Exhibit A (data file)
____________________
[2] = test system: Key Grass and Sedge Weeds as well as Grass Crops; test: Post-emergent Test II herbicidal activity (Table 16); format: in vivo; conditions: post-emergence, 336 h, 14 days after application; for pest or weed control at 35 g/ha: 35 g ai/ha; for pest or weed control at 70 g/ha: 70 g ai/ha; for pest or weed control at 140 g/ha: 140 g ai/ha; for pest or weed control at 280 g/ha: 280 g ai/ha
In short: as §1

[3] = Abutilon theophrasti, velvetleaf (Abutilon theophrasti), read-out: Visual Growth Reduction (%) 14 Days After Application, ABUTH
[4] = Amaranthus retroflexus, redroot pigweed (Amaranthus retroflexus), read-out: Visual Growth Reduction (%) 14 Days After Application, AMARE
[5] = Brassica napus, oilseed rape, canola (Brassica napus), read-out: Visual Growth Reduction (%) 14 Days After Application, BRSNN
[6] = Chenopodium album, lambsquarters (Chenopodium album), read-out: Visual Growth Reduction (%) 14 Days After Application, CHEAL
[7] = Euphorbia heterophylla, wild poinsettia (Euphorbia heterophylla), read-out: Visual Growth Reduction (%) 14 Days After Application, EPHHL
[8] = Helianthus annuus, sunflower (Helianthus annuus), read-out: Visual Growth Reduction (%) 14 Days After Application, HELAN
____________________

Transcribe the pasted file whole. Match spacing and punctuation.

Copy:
[2] = test system: Key Grass and Sedge Weeds as well as Grass Crops; test: Post-emergent Test II herbicidal activity (Table 16); format: in vivo; conditions: post-emergence, 336 h, 14 days after application; for pest or weed control at 35 g/ha: 35 g ai/ha; for pest or weed control at 70 g/ha: 70 g ai/ha; for pest or weed control at 140 g/ha: 140 g ai/ha; for pest or weed control at 280 g/ha: 280 g ai/ha
In short: as §1

[3] = Abutilon theophrasti, velvetleaf (Abutilon theophrasti), read-out: Visual Growth Reduction (%) 14 Days After Application, ABUTH
[4] = Amaranthus retroflexus, redroot pigweed (Amaranthus retroflexus), read-out: Visual Growth Reduction (%) 14 Days After Application, AMARE
[5] = Brassica napus, oilseed rape, canola (Brassica napus), read-out: Visual Growth Reduction (%) 14 Days After Application, BRSNN
[6] = Chenopodium album, lambsquarters (Chenopodium album), read-out: Visual Growth Reduction (%) 14 Days After Application, CHEAL
[7] = Euphorbia heterophylla, wild poinsettia (Euphorbia heterophylla), read-out: Visual Growth Reduction (%) 14 Days After Application, EPHHL
[8] = Helianthus annuus, sunflower (Helianthus annuus), read-out: Visual Growth Reduction (%) 14 Days After Application, HELAN